Things We Stop Doing After Retirement

Though it might present as a complex adjustment, retirement can be full of liberty and freedom to do what you always dreamed and never had the time. During the working years, retirement can appear to be both an oncoming burden and a distant paradise. Workers know that this stage of their lives is coming, and do everything they can to save for it, but often give little thought to what they will actually do once they reach the goal. You begin looking forward to retirement and envisioning what life will be like when you’re no longer working. This is a great time to start making plans for what you’d like to do when you retire, whether it’s traveling, spending more time with family, or adopting new hobbies. Of course, it’s also essential to ensure that your retirement savings plan is aligned with your goals.

As retirement approaches, your excitement may be accompanied by a twinge of fear. To ease any anxiety you may feel, focus on mapping out what your day-to-day life will look like and take any necessary steps to prepare yourself for the changes retirement will bring. Once the retirement celebrations are over, a period often follows when retirees get to do all the things that they wanted to do once they stopped working, such as travel, indulge in hobbies, visit relatives and so forth. You may also discover new hobbies-all of the things you looked forward to while you were working. The new retiree finally has the time to do the things that have been put off for years. This includes projects, such as cleaning out closets and other chores around the home, seniors travel to visit family and friends, starting new leisure activities, hobbies and taking classes. Hopefully, during this time, the new retiree will engage in self-examination where they assess their needs and establish a life purpose.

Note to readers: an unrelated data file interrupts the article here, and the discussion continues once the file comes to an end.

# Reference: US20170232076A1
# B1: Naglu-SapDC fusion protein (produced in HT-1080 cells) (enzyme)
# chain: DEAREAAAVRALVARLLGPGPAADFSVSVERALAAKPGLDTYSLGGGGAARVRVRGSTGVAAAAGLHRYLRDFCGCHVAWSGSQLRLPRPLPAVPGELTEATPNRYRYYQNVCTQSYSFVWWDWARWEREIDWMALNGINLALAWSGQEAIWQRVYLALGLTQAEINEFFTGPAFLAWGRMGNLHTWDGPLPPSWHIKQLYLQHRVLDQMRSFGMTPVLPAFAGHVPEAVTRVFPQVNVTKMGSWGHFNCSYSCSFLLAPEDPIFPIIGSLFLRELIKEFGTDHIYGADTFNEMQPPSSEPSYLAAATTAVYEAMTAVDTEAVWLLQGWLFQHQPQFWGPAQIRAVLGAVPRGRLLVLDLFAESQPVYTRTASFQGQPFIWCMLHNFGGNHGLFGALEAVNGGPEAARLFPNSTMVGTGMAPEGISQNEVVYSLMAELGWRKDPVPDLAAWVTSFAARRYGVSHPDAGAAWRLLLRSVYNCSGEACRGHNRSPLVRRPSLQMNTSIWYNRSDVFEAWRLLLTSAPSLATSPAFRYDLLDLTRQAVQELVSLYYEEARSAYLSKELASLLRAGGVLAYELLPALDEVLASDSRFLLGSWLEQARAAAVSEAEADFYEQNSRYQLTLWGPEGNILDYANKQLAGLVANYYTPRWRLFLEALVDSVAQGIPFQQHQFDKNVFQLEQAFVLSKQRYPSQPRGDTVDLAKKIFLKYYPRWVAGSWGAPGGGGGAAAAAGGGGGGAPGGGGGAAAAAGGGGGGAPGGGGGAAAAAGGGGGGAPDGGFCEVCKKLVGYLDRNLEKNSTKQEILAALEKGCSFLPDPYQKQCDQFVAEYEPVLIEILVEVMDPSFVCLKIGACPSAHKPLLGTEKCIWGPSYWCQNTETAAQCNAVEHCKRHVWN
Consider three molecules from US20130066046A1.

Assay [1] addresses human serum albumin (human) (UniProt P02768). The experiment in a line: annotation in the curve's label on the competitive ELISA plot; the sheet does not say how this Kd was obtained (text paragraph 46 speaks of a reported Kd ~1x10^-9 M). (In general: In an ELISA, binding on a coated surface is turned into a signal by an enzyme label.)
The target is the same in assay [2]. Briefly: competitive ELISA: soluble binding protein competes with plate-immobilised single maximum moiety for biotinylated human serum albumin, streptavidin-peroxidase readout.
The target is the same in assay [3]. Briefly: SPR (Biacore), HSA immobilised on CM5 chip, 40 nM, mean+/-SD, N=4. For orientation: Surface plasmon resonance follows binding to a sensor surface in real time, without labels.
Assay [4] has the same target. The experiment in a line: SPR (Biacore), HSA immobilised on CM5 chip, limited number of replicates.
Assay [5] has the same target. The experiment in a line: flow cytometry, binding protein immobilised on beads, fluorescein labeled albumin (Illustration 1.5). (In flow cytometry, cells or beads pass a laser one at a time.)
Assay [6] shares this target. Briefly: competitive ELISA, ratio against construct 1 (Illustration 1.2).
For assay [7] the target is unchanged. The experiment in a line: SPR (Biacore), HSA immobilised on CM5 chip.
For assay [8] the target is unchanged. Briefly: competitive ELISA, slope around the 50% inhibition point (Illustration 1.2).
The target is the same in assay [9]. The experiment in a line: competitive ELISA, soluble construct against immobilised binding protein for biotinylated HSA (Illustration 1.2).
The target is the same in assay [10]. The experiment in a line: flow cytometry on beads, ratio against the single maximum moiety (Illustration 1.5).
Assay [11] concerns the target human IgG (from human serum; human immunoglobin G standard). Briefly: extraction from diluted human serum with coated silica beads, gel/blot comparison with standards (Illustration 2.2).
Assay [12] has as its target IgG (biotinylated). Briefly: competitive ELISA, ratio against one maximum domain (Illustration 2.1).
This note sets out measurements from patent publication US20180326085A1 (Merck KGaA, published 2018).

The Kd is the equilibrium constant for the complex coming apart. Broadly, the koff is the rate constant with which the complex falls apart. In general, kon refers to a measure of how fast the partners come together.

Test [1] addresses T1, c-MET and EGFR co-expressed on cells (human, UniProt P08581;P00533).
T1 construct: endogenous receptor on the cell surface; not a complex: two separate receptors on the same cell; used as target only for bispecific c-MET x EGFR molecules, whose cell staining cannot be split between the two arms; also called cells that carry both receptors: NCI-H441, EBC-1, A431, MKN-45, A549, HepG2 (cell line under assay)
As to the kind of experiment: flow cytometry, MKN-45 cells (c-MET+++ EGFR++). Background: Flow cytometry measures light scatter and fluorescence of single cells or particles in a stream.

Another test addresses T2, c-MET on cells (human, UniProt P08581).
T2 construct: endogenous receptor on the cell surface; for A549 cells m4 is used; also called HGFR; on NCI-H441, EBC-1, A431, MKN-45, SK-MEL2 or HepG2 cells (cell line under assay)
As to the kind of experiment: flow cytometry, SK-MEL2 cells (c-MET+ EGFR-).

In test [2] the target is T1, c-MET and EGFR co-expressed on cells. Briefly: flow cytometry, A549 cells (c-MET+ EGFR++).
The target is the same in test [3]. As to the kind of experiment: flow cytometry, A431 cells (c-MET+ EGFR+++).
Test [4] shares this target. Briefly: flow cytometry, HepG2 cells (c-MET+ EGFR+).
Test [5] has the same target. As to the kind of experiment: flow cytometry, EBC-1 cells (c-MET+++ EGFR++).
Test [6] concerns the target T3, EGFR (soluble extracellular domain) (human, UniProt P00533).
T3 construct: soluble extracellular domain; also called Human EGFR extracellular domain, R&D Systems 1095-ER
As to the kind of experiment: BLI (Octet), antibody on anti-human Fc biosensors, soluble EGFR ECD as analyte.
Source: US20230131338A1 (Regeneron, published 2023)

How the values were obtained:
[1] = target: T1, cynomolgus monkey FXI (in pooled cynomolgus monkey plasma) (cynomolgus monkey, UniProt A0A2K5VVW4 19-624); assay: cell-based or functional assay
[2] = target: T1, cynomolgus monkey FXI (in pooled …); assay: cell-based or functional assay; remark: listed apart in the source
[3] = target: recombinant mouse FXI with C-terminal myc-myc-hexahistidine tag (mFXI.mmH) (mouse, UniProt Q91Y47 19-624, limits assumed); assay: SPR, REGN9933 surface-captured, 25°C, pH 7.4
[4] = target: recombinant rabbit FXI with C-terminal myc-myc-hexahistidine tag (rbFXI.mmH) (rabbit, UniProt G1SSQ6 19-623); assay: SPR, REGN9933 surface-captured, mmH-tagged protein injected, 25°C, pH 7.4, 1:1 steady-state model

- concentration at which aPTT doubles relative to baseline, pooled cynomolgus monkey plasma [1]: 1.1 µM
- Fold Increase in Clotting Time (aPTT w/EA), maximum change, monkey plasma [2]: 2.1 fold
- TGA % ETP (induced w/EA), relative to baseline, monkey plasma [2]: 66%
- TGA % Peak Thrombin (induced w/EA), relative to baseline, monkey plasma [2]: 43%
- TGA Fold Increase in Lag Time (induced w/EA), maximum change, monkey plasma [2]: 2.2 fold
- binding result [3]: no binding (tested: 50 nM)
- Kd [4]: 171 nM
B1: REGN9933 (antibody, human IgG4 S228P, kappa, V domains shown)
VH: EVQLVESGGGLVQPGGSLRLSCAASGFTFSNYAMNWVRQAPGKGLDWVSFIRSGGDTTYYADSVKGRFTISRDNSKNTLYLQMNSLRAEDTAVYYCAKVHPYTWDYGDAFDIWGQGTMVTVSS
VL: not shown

Filling spare time becomes a major focus. Leisure activities become more important as they fill different objectives. On the one hand, leisure activities become a way to fill time, whichis a major shift from a time of being too busy with the former working world. Leisure activities can be the primary way retirees stay connected to others, whether it is through taking classes or playing golf. The ability to feel connected is primary to determining a satisfying retirement. From these activities, people generally establish a routine to keep busy, but also as a way of relaxing and enjoying their time.

After the emotional high has worn off and inevitably must now face the music, as it were, and get down to the business of building a new life. After looking forward to this stage for so long, many people have reported a temporary feeling of letdown, similar to that of newlyweds who must get down to the business of living once the honeymoon is over. Retirement isn’t a permanent vacation after all; it also can bring loneliness, boredom, feelings of uselessness, and disillusionment to avoid feeling down or bored, it’s crucial to stay active in hobbies and maintain social connections. Instead of reflecting too much on the past, consider all the exciting opportunities still available to you. Finding new activities, staying in touch with family and friends, and making new acquaintances are all good ways to remain productive and optimistic.

Fortunately, the letdown phase of retirement doesn’t last forever. Eventually, retirees begin to familiarize themselves with the landscape of their new circumstances and navigate their lives accordingly. Finally, a new daily schedule is created, new marital ground rules for time together versus time alone are established and a new identity has been at least partially created. Eventually, the new landscape becomes familiar territory, and retirees can enjoy this phase of their lives with a new sense of purpose. As the body gets older, it will eventually slow down as one faces the end of their life in our stereotypical view of old age. For those who have found peace with themselves and the world around them, the final phase can be one of contentment.

As the body slows down, they may take on the role of sage or elder in their family or community. This single most important aspect of retirement is freedom of one’s time. The ability to manage time wisely is critical to a successful retirement. Finding fulfilling activities that are challenging, meaningful, and keep you connected with others are important factors in using your time wisely.


The Terrace is a complete retirement community, a place where you can call home. Visit our site and see what amenities and activities we have to offer our citizens. View our spacious living spaces and contact us at (573) 355-9146 to see if The Terrace is right for you!

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